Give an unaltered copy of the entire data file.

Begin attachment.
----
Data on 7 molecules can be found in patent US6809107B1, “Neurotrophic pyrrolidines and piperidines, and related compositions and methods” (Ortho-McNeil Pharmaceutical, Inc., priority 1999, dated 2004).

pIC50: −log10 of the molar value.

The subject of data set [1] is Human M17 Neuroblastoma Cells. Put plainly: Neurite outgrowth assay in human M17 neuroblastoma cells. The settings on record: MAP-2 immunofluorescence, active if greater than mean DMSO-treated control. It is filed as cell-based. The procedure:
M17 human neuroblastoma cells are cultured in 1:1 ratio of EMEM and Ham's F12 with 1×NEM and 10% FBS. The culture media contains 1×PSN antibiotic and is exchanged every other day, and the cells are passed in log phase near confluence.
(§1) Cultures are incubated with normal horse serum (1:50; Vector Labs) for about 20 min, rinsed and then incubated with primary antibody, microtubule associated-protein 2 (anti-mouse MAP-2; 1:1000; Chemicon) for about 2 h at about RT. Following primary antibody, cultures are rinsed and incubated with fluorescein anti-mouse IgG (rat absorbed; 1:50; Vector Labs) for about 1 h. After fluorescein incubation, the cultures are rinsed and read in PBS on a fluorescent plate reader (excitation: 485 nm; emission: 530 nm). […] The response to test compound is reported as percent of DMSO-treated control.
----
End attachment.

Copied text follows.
Data on 7 molecules can be found in patent US6809107B1, “Neurotrophic pyrrolidines and piperidines, and related compositions and methods” (Ortho-McNeil Pharmaceutical, Inc., priority 1999, dated 2004).

pIC50: −log10 of the molar value.

The subject of data set [1] is Human M17 Neuroblastoma Cells. Put plainly: Neurite outgrowth assay in human M17 neuroblastoma cells. The settings on record: MAP-2 immunofluorescence, active if greater than mean DMSO-treated control. It is filed as cell-based. The procedure:
M17 human neuroblastoma cells are cultured in 1:1 ratio of EMEM and Ham's F12 with 1×NEM and 10% FBS. The culture media contains 1×PSN antibiotic and is exchanged every other day, and the cells are passed in log phase near confluence.
(§1) Cultures are incubated with normal horse serum (1:50; Vector Labs) for about 20 min, rinsed and then incubated with primary antibody, microtubule associated-protein 2 (anti-mouse MAP-2; 1:1000; Chemicon) for about 2 h at about RT. Following primary antibody, cultures are rinsed and incubated with fluorescein anti-mouse IgG (rat absorbed; 1:50; Vector Labs) for about 1 h. After fluorescein incubation, the cultures are rinsed and read in PBS on a fluorescent plate reader (excitation: 485 nm; emission: 530 nm). […] The response to test compound is reported as percent of DMSO-treated control.